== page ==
"Gretel and Hansel": New Feminist Spin for an Old Tale
While I found the movie’s pacing a little slow, it did a good job in capturing a fairy tale’s dreamlike and horrific quality. It has all the prerequisites—a dark wood filled with mists and mysterious figures. An evil villain. Innocent protagonists who are plunged into a nightmare through no fault of their own. A lesson to be learned.
I liked the movie’s feminist message, which the title alludes to by reversing the names of the main characters. The Gretel here is older and wiser. Through her, the movie drives home its two morals: Be careful what you wish for, and gifts always come with a price. The movie also gives Gretel the agency to make her own choices and sacrifices, and to walk her own path. Not all women have that luxury, even today.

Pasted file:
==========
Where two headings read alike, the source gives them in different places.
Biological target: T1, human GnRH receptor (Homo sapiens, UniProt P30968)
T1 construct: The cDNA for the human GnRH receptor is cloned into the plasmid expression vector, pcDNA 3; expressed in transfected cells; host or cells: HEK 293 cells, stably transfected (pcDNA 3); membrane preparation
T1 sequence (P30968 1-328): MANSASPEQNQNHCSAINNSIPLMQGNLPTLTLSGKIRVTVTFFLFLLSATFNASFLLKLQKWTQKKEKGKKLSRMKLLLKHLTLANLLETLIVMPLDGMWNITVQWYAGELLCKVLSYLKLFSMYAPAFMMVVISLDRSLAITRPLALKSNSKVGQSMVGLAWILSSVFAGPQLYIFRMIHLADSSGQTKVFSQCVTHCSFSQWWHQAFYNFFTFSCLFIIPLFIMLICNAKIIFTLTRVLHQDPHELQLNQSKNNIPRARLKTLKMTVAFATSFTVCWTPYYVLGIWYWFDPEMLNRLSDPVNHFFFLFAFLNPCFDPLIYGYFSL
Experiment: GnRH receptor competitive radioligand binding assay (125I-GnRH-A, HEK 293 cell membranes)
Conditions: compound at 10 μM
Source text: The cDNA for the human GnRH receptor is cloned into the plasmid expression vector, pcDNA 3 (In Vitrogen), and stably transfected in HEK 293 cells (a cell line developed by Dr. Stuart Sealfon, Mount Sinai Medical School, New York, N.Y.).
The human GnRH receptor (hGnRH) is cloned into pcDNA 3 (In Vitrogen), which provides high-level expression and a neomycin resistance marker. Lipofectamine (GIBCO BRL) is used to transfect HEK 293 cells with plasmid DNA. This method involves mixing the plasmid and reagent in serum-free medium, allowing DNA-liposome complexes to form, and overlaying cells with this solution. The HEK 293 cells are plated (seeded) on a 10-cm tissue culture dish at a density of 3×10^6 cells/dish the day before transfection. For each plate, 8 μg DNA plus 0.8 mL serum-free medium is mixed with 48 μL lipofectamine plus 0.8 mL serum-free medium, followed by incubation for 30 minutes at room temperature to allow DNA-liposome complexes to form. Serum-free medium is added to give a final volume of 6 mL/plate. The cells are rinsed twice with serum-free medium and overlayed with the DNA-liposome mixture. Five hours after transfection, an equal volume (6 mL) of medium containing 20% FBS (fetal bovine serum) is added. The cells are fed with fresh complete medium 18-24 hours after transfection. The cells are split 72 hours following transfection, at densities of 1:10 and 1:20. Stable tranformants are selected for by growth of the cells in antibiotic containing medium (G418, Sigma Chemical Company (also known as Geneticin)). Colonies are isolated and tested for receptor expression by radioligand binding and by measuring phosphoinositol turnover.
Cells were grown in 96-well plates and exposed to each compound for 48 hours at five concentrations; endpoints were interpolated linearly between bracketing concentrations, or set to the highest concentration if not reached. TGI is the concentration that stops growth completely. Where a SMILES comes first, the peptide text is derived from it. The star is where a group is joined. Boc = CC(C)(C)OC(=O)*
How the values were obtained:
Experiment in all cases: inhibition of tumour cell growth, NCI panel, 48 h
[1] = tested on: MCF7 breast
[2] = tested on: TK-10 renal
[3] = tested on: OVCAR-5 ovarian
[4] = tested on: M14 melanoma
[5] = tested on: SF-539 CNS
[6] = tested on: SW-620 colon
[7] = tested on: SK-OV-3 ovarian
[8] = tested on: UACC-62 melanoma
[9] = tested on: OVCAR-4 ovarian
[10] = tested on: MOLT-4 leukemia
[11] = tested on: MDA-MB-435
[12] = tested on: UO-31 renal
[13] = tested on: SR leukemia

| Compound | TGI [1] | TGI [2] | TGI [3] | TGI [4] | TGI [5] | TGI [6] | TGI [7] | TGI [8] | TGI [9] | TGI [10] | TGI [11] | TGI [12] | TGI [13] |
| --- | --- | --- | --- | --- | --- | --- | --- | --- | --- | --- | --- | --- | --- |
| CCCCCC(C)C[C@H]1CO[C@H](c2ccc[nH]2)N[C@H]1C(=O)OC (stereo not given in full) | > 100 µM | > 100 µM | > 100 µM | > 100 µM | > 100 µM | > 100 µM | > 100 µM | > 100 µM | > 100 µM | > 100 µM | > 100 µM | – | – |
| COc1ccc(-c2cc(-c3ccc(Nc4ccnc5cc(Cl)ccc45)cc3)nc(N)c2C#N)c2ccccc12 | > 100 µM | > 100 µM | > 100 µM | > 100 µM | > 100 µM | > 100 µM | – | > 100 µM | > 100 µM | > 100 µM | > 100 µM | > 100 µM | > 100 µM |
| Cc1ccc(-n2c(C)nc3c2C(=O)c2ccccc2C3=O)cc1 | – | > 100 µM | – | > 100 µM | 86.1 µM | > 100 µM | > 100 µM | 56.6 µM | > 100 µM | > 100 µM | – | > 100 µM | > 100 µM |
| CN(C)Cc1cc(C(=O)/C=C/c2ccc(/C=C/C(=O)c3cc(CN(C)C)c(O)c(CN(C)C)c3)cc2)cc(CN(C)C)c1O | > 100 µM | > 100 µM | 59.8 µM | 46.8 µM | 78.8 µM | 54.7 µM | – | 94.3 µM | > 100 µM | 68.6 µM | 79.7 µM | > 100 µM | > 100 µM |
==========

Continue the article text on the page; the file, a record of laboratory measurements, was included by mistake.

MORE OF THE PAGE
On a minor point—I thought the movie could have made more of a few characters, such as the hunter and the Beautiful Child. Also, I was a little puzzled by how often Hansel was shown with an ax. I thought it would lead somewhere, but it didn’t. Was it merely a reference to the children’s deceased father, who was a woodcutter?
I’ll end on a warning: this is not a movie for young children. There is violence and gore, and one scene depicting cannibalism and body parts.